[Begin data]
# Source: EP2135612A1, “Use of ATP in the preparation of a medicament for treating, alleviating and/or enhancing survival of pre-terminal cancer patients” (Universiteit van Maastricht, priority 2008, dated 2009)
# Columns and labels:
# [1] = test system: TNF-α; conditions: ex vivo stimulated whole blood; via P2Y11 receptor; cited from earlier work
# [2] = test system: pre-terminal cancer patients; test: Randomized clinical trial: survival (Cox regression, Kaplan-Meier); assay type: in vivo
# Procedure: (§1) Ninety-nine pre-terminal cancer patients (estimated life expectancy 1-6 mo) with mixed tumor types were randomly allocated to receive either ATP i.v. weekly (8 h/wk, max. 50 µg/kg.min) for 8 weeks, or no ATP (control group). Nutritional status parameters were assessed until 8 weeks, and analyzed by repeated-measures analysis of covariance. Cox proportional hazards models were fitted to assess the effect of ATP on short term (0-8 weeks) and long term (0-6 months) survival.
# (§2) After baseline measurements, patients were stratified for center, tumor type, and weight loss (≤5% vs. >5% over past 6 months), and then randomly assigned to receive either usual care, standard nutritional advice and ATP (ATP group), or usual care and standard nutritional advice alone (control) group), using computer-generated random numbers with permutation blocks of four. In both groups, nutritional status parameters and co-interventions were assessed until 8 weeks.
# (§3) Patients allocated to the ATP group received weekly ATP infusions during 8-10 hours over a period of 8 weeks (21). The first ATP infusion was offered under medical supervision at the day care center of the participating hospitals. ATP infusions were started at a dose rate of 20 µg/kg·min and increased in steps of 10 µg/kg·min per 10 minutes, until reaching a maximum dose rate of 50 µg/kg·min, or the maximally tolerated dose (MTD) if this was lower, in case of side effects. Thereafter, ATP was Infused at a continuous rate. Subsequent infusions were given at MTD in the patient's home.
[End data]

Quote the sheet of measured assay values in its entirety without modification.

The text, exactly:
# Source: EP2135612A1, “Use of ATP in the preparation of a medicament for treating, alleviating and/or enhancing survival of pre-terminal cancer patients” (Universiteit van Maastricht, priority 2008, dated 2009)
# Columns and labels:
# [1] = test system: TNF-α; conditions: ex vivo stimulated whole blood; via P2Y11 receptor; cited from earlier work
# [2] = test system: pre-terminal cancer patients; test: Randomized clinical trial: survival (Cox regression, Kaplan-Meier); assay type: in vivo
# Procedure: (§1) Ninety-nine pre-terminal cancer patients (estimated life expectancy 1-6 mo) with mixed tumor types were randomly allocated to receive either ATP i.v. weekly (8 h/wk, max. 50 µg/kg.min) for 8 weeks, or no ATP (control group). Nutritional status parameters were assessed until 8 weeks, and analyzed by repeated-measures analysis of covariance. Cox proportional hazards models were fitted to assess the effect of ATP on short term (0-8 weeks) and long term (0-6 months) survival.
# (§2) After baseline measurements, patients were stratified for center, tumor type, and weight loss (≤5% vs. >5% over past 6 months), and then randomly assigned to receive either usual care, standard nutritional advice and ATP (ATP group), or usual care and standard nutritional advice alone (control) group), using computer-generated random numbers with permutation blocks of four. In both groups, nutritional status parameters and co-interventions were assessed until 8 weeks.
# (§3) Patients allocated to the ATP group received weekly ATP infusions during 8-10 hours over a period of 8 weeks (21). The first ATP infusion was offered under medical supervision at the day care center of the participating hospitals. ATP infusions were started at a dose rate of 20 µg/kg·min and increased in steps of 10 µg/kg·min per 10 minutes, until reaching a maximum dose rate of 50 µg/kg·min, or the maximally tolerated dose (MTD) if this was lower, in case of side effects. Thereafter, ATP was Infused at a continuous rate. Subsequent infusions were given at MTD in the patient's home.